Columbus, Ohio — Same-store sales growth weakened to 1.3 percent in September as shoppers gave new signs of the extent they plan to cut back for the holidays, TNS Retail Forward reports.
September’s result for about 40 retailers reporting monthly sales is down from a 2 percent sales-weighted composite reported last month and the same as the 1.3 percent composite reported in September of 2007.
“These latest signs from retailers and shoppers are leaving little doubt that the coming months will be the weakest spending environment that the U.S. economy has faced in at least 17 years,” said Frank Badillo, senior economist at TNS Retail Forward.
September’s results were led by stronger-than-average results at warehouse clubs and drug stores. (For a list of the retailers reporting and their results, please follow this link: www.retailforward.com/retailintel/samestr_sales.pdf »http://www.retailforward.com/retailintel/samestr_sales.pdf.)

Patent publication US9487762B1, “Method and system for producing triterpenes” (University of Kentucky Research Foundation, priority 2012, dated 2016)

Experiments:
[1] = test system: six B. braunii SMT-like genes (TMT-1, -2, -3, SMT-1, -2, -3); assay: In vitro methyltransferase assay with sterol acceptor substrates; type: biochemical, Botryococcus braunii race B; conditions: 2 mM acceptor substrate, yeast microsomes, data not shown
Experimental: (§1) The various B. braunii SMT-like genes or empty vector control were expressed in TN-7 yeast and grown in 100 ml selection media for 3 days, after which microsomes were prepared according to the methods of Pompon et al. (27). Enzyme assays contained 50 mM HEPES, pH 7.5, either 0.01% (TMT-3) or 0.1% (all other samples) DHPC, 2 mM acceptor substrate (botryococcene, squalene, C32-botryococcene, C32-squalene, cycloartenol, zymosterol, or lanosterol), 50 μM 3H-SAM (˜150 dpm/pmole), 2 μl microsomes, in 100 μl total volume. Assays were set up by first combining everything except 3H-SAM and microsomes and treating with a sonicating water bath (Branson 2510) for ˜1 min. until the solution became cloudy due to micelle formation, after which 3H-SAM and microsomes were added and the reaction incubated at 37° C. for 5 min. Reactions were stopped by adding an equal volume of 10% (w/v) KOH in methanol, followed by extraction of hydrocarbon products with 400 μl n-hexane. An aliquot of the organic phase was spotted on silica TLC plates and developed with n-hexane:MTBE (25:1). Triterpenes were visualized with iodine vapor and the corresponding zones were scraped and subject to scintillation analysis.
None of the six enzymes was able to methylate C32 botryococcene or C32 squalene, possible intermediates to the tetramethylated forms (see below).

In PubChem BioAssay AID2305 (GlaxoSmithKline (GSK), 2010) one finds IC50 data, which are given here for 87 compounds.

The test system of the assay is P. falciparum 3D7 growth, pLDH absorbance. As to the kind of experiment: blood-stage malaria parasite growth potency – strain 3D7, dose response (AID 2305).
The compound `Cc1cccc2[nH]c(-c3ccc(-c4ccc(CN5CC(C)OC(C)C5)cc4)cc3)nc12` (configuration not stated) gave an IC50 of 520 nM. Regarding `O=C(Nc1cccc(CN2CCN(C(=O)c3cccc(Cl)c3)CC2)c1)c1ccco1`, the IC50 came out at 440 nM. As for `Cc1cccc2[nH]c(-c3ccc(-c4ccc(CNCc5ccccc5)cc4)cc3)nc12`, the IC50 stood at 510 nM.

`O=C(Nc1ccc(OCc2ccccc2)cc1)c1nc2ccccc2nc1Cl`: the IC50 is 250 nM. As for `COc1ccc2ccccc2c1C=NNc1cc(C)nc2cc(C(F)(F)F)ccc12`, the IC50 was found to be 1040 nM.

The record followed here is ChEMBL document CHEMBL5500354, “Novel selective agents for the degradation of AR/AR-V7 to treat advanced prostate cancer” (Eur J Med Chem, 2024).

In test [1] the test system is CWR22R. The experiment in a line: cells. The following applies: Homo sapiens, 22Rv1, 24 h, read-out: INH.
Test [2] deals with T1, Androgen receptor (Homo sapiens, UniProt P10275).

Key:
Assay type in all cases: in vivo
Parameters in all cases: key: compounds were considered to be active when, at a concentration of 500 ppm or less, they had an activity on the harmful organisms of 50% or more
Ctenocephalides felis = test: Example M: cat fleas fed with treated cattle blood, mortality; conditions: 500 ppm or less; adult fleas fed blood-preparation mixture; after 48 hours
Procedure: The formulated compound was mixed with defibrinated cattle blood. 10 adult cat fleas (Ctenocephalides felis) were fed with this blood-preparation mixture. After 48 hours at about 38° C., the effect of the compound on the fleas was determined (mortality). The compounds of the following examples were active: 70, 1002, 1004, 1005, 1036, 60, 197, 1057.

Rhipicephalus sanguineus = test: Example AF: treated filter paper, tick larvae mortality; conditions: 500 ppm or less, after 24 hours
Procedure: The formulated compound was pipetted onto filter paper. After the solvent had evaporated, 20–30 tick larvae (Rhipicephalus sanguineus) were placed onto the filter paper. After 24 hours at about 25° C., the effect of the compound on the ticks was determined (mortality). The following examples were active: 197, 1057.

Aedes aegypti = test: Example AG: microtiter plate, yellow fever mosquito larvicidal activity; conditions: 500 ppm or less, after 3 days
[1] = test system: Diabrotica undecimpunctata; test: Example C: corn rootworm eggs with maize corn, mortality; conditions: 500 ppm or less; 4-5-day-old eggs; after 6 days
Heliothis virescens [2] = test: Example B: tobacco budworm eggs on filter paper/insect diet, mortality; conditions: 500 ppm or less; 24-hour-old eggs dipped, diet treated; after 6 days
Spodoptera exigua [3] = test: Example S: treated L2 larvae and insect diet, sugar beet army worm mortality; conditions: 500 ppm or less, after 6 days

Although TNS Retail Forward’s ShopperScape survey polled shoppers before the financial crisis deteriorated at the end of September, the survey nevertheless shows that shoppers are stepping up their plans to cut back on the holidays.
According to the ShopperScape survey, nearly four of every 10 shoppers (37 percent) plan to spend less on the holiday than they did last year. That represents an increase of 10 percentage points.
The planned spending cuts are skewed toward down- and middle-market shoppers — 38 percent or more of them plan to spend less on the holiday compared with 32 percent of up-market shoppers.
Only 13 percent of shoppers plan to spend more than last year. Surprisingly, that represents a slight increase from last year.
The spending cutbacks planned by shoppers are skewed toward holiday trimmings while gifts for immediate family are somewhat safer, according to the ShopperScape survey.
Among the least vulnerable to holiday cutbacks will be gifts for children and spouses/partners. Slightly less than one-fifth of shoppers plan to cut back in each of those cases.
Gifts for friends and relatives outside the immediate family are also likely targets for less spending by households.